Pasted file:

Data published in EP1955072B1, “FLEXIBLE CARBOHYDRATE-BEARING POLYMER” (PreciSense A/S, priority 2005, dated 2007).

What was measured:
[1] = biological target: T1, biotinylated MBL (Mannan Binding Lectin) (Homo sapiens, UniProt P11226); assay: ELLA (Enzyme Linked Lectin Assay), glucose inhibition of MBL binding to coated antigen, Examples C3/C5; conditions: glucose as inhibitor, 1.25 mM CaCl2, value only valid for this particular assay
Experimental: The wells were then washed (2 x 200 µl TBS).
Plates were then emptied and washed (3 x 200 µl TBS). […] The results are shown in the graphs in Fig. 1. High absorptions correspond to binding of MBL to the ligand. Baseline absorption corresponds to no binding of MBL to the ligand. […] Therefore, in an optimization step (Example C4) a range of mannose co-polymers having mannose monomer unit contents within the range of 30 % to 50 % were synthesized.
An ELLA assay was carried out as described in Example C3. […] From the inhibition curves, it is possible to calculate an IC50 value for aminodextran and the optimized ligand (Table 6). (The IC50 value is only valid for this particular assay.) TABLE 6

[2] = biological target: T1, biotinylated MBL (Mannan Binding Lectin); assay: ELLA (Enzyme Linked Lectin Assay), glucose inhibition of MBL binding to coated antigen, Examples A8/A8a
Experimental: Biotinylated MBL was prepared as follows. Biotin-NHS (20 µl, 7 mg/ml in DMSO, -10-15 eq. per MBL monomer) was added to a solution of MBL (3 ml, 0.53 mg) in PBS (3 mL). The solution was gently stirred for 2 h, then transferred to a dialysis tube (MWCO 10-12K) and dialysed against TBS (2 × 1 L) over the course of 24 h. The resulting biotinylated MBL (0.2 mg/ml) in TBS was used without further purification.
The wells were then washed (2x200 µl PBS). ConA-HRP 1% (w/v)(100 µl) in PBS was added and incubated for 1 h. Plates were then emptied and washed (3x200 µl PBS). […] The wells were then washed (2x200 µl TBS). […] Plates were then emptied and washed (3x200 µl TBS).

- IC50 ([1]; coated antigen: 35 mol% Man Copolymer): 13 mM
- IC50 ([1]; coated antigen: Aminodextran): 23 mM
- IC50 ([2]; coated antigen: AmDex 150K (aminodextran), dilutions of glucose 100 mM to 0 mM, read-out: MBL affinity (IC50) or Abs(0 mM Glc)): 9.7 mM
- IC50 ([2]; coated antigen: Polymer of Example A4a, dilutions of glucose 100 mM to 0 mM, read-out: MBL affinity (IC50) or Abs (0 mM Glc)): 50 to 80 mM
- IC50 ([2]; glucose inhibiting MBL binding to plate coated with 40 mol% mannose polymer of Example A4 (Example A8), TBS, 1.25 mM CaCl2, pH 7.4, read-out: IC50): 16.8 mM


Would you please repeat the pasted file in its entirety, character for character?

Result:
Data published in EP1955072B1, “FLEXIBLE CARBOHYDRATE-BEARING POLYMER” (PreciSense A/S, priority 2005, dated 2007).

What was measured:
[1] = biological target: T1, biotinylated MBL (Mannan Binding Lectin) (Homo sapiens, UniProt P11226); assay: ELLA (Enzyme Linked Lectin Assay), glucose inhibition of MBL binding to coated antigen, Examples C3/C5; conditions: glucose as inhibitor, 1.25 mM CaCl2, value only valid for this particular assay
Experimental: The wells were then washed (2 x 200 µl TBS).
Plates were then emptied and washed (3 x 200 µl TBS). […] The results are shown in the graphs in Fig. 1. High absorptions correspond to binding of MBL to the ligand. Baseline absorption corresponds to no binding of MBL to the ligand. […] Therefore, in an optimization step (Example C4) a range of mannose co-polymers having mannose monomer unit contents within the range of 30 % to 50 % were synthesized.
An ELLA assay was carried out as described in Example C3. […] From the inhibition curves, it is possible to calculate an IC50 value for aminodextran and the optimized ligand (Table 6). (The IC50 value is only valid for this particular assay.) TABLE 6

[2] = biological target: T1, biotinylated MBL (Mannan Binding Lectin); assay: ELLA (Enzyme Linked Lectin Assay), glucose inhibition of MBL binding to coated antigen, Examples A8/A8a
Experimental: Biotinylated MBL was prepared as follows. Biotin-NHS (20 µl, 7 mg/ml in DMSO, -10-15 eq. per MBL monomer) was added to a solution of MBL (3 ml, 0.53 mg) in PBS (3 mL). The solution was gently stirred for 2 h, then transferred to a dialysis tube (MWCO 10-12K) and dialysed against TBS (2 × 1 L) over the course of 24 h. The resulting biotinylated MBL (0.2 mg/ml) in TBS was used without further purification.
The wells were then washed (2x200 µl PBS). ConA-HRP 1% (w/v)(100 µl) in PBS was added and incubated for 1 h. Plates were then emptied and washed (3x200 µl PBS). […] The wells were then washed (2x200 µl TBS). […] Plates were then emptied and washed (3x200 µl TBS).

- IC50 ([1]; coated antigen: 35 mol% Man Copolymer): 13 mM
- IC50 ([1]; coated antigen: Aminodextran): 23 mM
- IC50 ([2]; coated antigen: AmDex 150K (aminodextran), dilutions of glucose 100 mM to 0 mM, read-out: MBL affinity (IC50) or Abs(0 mM Glc)): 9.7 mM
- IC50 ([2]; coated antigen: Polymer of Example A4a, dilutions of glucose 100 mM to 0 mM, read-out: MBL affinity (IC50) or Abs (0 mM Glc)): 50 to 80 mM
- IC50 ([2]; glucose inhibiting MBL binding to plate coated with 40 mol% mannose polymer of Example A4 (Example A8), TBS, 1.25 mM CaCl2, pH 7.4, read-out: IC50): 16.8 mM